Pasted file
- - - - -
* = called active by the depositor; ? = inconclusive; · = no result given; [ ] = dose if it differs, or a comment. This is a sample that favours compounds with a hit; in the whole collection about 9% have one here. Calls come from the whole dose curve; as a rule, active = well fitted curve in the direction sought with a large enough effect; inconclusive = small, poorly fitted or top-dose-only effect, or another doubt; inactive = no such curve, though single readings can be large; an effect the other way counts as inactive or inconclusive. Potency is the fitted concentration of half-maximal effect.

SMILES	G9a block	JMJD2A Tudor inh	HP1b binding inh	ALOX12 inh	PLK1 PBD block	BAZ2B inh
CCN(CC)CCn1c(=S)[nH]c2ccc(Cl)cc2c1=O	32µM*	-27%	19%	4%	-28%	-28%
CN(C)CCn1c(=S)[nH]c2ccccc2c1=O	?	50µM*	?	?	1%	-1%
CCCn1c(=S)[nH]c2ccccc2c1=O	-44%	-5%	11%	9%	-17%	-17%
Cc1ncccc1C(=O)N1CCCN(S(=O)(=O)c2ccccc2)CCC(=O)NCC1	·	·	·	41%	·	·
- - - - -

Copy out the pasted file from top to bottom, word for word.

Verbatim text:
* = called active by the depositor; ? = inconclusive; · = no result given; [ ] = dose if it differs, or a comment. This is a sample that favours compounds with a hit; in the whole collection about 9% have one here. Calls come from the whole dose curve; as a rule, active = well fitted curve in the direction sought with a large enough effect; inconclusive = small, poorly fitted or top-dose-only effect, or another doubt; inactive = no such curve, though single readings can be large; an effect the other way counts as inactive or inconclusive. Potency is the fitted concentration of half-maximal effect.

SMILES	G9a block	JMJD2A Tudor inh	HP1b binding inh	ALOX12 inh	PLK1 PBD block	BAZ2B inh
CCN(CC)CCn1c(=S)[nH]c2ccc(Cl)cc2c1=O	32µM*	-27%	19%	4%	-28%	-28%
CN(C)CCn1c(=S)[nH]c2ccccc2c1=O	?	50µM*	?	?	1%	-1%
CCCn1c(=S)[nH]c2ccccc2c1=O	-44%	-5%	11%	9%	-17%	-17%
Cc1ncccc1C(=O)N1CCCN(S(=O)(=O)c2ccccc2)CCC(=O)NCC1	·	·	·	41%	·	·